The Kayser-Roth Logo, Burlington, NC
Photo Gary N. Mock
A neighbor was Burlington Socks – “The Green Toe Seam” logo on the old Water Tower, Burlington, NC
Photo Gary N. Mock
Kayser-Roth Corporation – James W. Maynard
Julius Kayser originally of Brooklyn, NY, founded Julius Kayser & Co. and was a dominant factor in hosiery, gloves and lingerie in the early part of the 20th Century. They acquired Chester H. Roth Co. (Esquire Socks) in1958 and changed the name to Kayser- Roth. Alfred P. Slaner (1919-1996), the nephew of Chester Roth, had been running the Chester H. Roth Co. since the early 1950’s and became head of KR. He developed Supp- Hose™ as an alternative to rubber support stockings. In the 1970s, Merwin Joseph was the President of the Hosiery Division, Irving Hoffman was the CFO. In 1973, Frank Calabretta – a marketing guru, is credited with developing and promoting “No Nonsense” brand panty hose to compete with the L’Eggs™ brand from Hanes Hosiery. (1,2)
Kayser logo 1956
Hosiery and Underwear magazine cover
1958 Ad featuring the many brands united under Kayser-Roth Hosiery Co., Inc.
Consider the climate that the hosiery industry was dealing with at the time. Three major things took place in the early 70’s that could not have been forecast and together created the “perfect storm” of events for the ladies hosiery industry. (1)
First, 1970-1973 saw a major recession in the economy with the usual negative effects on business in general and the hosiery industry was no exception. Second, around 1972, production from Gebor came on line. Gebor was a company set up in the new state of Israel and subsidized by the US government for the sole purpose of manufacturing and exporting pantyhose to the US retail market. Before long, the volume approached 20% of the domestic market and, like automobiles later, was a factor in depressing the US market. Finally, 1970-1973 witnessed a cruel and relentless change in women’s fashions. The mini skirt explosion of the 1960’s, which had been a boon to the pantyhose industry, collapsed. Since WWII, an old wives tale but uncannily accurate saying, was that the health of the economy varied directly proportionally with the length of women’s skirts and dresses. As the miniskirt disappeared, longer skirts came into vogue. More importantly, pant suits for women exploded in popularity. Pants had started out as dress for the yard and garden, but then became accepted for work and the office and finally were acceptable for social occasions and party attire. It was a grim time. (1)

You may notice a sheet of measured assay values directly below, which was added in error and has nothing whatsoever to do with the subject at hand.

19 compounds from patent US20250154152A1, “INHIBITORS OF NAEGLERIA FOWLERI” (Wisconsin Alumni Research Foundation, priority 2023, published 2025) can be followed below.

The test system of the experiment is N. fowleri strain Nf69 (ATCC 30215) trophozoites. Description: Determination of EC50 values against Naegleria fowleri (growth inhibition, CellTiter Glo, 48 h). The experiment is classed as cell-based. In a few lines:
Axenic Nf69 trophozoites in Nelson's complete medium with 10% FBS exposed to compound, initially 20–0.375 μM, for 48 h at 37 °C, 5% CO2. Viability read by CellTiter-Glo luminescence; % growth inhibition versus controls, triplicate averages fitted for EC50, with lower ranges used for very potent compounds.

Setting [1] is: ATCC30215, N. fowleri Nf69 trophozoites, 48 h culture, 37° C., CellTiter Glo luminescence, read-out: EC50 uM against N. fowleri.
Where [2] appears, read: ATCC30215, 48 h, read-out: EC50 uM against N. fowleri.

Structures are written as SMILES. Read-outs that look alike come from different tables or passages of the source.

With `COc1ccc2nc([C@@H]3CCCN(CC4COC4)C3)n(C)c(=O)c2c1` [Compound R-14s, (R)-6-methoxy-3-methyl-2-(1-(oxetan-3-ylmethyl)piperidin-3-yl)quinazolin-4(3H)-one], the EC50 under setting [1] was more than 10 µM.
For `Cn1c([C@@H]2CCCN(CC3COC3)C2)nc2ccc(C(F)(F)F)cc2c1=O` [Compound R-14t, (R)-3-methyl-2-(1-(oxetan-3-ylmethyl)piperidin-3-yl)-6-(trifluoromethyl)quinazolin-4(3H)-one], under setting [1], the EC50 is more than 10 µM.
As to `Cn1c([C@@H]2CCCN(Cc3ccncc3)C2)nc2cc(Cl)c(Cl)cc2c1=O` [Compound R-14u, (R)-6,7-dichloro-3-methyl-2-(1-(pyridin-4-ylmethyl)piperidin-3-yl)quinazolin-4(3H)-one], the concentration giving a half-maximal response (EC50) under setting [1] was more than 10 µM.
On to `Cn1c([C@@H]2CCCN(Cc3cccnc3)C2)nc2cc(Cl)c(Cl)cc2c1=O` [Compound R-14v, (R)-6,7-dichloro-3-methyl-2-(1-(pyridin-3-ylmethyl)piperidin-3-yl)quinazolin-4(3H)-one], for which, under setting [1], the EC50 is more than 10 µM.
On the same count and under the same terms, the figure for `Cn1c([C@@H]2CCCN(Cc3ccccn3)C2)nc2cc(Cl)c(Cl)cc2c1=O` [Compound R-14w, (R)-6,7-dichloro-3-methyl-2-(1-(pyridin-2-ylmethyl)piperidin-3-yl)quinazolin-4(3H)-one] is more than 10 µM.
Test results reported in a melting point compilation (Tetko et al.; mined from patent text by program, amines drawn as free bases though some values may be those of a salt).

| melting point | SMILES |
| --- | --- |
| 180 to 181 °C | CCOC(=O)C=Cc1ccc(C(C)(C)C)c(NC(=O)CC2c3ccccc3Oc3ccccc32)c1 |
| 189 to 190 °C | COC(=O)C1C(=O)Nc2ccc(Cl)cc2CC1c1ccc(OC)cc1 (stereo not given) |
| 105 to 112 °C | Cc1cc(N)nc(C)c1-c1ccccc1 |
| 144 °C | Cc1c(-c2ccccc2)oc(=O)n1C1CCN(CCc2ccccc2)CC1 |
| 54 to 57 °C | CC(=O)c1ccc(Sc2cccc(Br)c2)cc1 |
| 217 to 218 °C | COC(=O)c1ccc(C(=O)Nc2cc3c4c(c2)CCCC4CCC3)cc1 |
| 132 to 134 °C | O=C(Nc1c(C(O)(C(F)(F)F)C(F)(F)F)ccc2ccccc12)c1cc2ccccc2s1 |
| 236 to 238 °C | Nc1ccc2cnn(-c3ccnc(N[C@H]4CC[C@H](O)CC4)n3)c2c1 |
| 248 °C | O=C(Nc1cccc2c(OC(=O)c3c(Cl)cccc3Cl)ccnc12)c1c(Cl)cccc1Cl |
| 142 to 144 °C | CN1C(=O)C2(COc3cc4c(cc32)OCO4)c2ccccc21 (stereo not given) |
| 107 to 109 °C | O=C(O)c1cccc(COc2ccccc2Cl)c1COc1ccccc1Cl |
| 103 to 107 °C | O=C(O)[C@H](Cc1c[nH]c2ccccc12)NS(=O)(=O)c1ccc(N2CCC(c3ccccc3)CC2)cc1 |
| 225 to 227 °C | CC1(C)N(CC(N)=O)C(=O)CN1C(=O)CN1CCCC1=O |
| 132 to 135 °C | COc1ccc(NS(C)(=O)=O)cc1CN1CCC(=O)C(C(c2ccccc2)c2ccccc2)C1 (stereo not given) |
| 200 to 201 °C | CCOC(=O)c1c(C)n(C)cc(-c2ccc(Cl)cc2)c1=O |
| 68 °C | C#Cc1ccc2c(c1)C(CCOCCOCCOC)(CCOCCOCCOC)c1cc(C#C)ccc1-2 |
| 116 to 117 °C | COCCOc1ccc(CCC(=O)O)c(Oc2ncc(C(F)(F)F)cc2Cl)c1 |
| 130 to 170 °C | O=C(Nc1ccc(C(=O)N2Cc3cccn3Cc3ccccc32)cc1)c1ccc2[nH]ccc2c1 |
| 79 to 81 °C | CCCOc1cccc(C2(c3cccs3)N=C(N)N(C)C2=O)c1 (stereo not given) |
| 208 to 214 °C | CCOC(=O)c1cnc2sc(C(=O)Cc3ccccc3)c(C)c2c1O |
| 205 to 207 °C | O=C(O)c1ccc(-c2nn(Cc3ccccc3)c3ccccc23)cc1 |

In 1973, KR was faced with a need to do something drastic to combat the competition from their major brand competitor – Hanes Hosiery. Hanes had introduced the L’Eggs™ brand and was experiencing dramatic growth in face of the other adverse factors of the time. It was a dramatic and drastic change in the way pantyhose was marketed. (1)
Years earlier, in the 40’s and 50’s, full-fashion stockings were sold by department store clerks who took the boarded pairs of hosiery out of the tissue wrapped package in a 1/4 dozen wrapped box and spread them on a counter for the customer not only to see the color but feel the fabric! When pantyhose replaced stockings, the package became an L-board or V-board with the fully boarded pantyhose wrapped around an insert and overwrapped or sealed in cello bag. Now, the customer could see the color but could not touch the fabric. No sales clerk was involved as the packages were displayed on a rack or on shelves. (1)